# Question on generating sets of $S_n$

This is the question:

Decide whether the following sets generate $$S_n$$ or not:

1. The set of 2-cycles in $$S_n$$

2. The set of even permutations in $$S_n$$

3. The set of odd permutations in $$S_n$$

4. The set of 3-cycles in $$S_n$$

Here's my justifications and attempts:

(1) is true since every permutation in $$S_n$$ can be written as a product of 2-cycles.

(2) is false since the set of even permutations is a subgroup of $$S_n$$ and it is closed. Thus, none of the odd permutation can be written as products of even permutations.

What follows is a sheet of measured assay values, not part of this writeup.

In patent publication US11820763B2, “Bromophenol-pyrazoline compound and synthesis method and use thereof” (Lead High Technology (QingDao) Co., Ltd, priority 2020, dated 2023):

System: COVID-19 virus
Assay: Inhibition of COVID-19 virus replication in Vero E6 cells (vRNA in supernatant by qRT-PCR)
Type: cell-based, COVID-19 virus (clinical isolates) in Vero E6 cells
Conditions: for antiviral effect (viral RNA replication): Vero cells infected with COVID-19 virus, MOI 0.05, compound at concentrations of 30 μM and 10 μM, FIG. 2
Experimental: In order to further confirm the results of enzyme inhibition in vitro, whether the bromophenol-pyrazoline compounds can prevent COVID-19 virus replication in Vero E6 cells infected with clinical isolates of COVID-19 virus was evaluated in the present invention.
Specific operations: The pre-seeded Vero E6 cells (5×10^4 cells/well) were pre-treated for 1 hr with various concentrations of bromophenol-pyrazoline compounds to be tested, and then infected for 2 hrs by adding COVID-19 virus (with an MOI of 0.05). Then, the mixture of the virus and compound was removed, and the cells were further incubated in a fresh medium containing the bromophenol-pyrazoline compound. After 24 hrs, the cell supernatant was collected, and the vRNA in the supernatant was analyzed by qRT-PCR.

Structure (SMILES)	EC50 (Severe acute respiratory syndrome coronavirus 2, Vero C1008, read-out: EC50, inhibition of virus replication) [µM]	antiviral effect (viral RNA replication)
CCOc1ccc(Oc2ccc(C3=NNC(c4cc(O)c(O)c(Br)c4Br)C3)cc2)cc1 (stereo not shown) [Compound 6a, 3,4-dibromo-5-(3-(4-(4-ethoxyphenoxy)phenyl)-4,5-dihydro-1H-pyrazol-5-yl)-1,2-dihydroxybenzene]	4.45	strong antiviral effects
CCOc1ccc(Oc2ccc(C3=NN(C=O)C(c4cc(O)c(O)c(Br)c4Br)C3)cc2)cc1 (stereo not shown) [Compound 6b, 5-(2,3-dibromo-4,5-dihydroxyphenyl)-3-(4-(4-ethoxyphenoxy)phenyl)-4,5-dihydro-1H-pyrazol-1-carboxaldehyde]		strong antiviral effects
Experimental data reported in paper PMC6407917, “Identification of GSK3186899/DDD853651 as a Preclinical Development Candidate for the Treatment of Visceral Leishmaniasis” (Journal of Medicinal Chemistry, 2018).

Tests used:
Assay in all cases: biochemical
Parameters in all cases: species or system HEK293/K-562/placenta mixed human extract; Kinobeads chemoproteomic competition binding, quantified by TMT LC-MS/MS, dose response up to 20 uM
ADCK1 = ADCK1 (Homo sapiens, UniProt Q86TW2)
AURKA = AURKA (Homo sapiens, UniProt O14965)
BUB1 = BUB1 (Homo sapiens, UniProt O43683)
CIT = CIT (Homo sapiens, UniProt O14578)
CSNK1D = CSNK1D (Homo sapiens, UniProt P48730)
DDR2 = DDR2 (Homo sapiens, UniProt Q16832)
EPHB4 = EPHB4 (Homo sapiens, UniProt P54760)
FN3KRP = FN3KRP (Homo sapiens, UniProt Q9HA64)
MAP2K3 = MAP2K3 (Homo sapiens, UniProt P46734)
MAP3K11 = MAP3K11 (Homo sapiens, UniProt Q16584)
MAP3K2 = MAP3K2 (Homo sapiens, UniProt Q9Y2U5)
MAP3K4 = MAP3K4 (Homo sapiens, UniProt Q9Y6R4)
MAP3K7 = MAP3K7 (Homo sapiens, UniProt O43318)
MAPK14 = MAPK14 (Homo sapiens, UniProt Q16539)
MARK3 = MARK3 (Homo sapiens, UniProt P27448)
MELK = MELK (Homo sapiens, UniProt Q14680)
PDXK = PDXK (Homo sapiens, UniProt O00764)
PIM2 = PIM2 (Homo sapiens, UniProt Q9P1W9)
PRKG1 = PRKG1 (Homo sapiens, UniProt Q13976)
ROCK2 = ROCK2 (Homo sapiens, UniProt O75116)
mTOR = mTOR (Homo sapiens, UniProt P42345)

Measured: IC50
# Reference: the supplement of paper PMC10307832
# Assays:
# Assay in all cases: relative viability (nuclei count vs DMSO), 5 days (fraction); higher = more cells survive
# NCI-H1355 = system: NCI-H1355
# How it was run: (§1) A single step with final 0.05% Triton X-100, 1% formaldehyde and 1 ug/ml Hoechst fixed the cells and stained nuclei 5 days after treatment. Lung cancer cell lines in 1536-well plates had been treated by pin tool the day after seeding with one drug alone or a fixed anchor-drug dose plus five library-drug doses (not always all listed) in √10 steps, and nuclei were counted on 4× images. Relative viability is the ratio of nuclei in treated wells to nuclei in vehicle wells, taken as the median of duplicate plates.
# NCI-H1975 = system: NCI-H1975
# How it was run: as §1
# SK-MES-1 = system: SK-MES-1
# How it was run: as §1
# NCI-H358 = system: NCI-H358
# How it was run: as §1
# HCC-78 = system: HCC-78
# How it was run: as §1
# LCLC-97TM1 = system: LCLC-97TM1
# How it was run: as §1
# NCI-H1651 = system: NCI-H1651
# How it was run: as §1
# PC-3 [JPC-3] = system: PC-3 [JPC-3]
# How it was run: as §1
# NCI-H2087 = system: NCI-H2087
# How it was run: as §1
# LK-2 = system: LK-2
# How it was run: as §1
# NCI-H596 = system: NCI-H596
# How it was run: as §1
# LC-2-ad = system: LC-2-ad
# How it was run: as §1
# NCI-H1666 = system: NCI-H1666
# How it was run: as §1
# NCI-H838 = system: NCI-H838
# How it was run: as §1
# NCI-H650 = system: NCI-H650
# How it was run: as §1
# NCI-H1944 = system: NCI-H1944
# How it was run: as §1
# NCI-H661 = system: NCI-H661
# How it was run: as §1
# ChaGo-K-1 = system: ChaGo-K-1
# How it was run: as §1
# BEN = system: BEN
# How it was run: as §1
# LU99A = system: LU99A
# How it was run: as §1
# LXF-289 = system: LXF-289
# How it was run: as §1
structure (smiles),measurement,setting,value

(3) The set of odd permutation contains the set of 2-cycles which generate $$S_n$$, thus, the set of odd permutation generates $$S_n$$.

I'm not sure what to conclude for (4). However, I can conclude that the set of 3-cycles in $$S_n$$ generates $$A_n$$ for every even permutation can be written as a product of 3-cycles using the fact that $$(ab)(bc)=(abc)$$ and $$(ab)(cd)=(cba)(acd)$$ but does that prevent it from generating $$S_n$$? I need some hints.

The 3-cycle set indeed only generates $$A_n$$, not $$S_n$$. 3-cycles and their compositions/inverses are even permutations, but $$S_n$$ contains odd permutations.